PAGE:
Two examples should suffice.

Those arguing that big business pulls the strings in American politics frequently claim that interest groups buy legislative outcomes through campaign donations. Yet, John Wright, a professor at Ohio State University, has repeatedly shown that this is simply not the case. In one of his most recent articles, he demonstrates that while the tobacco industry is able to get what it wants from Washington policymakers, it’s not because of campaign contributions. Rather, big tobacco is generally successful because targeted legislators hold specifically pro-business and anti-regulatory ideologies.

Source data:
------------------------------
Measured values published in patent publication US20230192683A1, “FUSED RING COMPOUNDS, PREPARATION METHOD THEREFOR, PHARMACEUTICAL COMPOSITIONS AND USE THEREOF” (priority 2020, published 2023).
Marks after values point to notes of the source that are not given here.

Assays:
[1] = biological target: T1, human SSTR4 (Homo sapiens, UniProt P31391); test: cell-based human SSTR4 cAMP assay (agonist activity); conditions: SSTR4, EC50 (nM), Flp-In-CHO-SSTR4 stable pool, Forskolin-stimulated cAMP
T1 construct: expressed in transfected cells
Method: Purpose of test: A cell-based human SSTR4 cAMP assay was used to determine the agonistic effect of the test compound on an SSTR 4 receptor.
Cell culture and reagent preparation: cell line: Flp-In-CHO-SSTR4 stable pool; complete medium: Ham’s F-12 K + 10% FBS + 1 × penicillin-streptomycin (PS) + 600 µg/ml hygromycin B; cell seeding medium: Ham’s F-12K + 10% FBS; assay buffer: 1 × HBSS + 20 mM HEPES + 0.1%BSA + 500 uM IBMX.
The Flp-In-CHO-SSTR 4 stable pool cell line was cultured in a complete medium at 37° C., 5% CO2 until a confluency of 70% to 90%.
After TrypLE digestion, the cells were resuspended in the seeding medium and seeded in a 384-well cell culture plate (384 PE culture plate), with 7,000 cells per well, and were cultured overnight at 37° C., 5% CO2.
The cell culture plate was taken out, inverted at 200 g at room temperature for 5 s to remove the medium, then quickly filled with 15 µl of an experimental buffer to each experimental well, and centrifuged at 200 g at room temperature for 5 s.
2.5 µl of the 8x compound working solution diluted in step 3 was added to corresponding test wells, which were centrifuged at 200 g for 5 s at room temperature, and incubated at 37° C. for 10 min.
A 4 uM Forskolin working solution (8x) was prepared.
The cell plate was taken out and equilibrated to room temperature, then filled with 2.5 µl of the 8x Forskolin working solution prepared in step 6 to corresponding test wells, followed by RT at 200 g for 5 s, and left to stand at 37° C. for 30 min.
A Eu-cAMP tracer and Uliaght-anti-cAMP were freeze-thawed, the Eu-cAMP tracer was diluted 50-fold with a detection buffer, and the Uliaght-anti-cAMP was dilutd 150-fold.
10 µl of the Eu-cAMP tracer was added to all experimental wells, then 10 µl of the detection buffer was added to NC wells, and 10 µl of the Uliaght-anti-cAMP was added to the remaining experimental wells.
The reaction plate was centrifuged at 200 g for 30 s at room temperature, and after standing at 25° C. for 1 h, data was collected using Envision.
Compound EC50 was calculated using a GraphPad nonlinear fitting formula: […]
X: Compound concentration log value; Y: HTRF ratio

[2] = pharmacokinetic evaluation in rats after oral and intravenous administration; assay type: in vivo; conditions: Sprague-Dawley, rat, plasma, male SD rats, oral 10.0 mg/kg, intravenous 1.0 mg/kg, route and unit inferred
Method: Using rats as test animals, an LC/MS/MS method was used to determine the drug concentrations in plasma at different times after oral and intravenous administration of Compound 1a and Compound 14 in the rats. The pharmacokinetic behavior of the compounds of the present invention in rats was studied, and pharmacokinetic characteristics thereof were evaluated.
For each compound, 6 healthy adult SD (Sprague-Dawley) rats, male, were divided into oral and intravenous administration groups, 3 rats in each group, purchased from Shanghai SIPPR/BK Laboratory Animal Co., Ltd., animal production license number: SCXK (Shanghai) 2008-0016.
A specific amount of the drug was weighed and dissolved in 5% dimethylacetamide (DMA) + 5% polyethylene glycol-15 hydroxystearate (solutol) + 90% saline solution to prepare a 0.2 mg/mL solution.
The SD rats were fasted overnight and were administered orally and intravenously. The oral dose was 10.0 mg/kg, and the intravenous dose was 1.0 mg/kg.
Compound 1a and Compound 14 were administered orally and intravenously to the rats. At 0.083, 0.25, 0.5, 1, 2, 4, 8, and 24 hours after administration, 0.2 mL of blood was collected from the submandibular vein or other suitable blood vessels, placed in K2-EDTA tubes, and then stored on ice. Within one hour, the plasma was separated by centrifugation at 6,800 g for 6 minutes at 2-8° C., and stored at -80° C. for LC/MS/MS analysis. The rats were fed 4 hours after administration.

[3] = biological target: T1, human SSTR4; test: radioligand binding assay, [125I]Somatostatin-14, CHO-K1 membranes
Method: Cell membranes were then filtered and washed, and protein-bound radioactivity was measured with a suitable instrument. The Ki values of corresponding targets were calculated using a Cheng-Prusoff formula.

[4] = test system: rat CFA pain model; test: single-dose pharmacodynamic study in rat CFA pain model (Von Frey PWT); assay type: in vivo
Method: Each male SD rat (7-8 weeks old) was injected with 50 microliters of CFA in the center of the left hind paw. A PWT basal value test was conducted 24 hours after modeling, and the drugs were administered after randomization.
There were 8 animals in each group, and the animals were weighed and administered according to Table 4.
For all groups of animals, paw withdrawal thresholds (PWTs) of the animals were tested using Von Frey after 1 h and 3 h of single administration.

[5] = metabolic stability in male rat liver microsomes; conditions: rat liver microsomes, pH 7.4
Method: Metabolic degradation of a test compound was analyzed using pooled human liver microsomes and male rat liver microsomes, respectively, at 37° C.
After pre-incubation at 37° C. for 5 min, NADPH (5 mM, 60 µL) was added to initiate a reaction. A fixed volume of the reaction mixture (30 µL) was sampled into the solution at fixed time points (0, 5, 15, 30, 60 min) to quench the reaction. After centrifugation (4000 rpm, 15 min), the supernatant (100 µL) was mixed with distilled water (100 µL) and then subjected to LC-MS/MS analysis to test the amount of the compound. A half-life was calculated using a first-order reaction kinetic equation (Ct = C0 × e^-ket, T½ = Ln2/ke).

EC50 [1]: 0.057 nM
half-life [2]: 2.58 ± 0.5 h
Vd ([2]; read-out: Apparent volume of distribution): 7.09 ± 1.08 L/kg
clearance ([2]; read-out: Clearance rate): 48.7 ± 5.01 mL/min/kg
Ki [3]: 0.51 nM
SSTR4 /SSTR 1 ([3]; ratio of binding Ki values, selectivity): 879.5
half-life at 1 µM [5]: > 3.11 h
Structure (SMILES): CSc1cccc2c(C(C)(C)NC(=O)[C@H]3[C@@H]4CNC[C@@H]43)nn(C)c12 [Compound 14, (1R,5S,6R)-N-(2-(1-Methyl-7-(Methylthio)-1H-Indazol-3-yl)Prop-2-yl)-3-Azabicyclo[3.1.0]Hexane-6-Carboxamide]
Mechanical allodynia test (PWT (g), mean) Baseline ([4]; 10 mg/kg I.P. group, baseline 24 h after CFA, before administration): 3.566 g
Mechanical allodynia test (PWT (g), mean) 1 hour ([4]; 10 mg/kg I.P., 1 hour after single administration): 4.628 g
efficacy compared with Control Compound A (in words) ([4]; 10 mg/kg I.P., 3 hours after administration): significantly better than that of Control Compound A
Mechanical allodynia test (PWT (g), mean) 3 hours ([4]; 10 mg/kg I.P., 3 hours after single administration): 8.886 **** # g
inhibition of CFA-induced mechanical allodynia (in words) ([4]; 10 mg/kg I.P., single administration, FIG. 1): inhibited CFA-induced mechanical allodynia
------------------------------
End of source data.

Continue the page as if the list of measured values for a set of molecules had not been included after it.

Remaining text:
Linderborg also claims “pocket book issues – that is, the class struggle” are decisive for Americans when they enter the ballot box. Here too, the evidence from the political science research literature speaks to the contrary. Nearly thirty years ago, Morris Fiorina demonstrated that Americans cast their vote on the basis of whether they believe the nation’s economy as a whole (and not their personal financial situation) had gone well during the previous administration. If it has, voters are likely to support the incumbent party. If not, they consider voting for the challengers, assuming voters can be persuaded that they are reliable. Fiorina’s findings not only shaped an entire generation of voting behavior specialists, they were central to the internal rallying cry of the 1992 Clinton campaign: “It’s the economy, stupid!”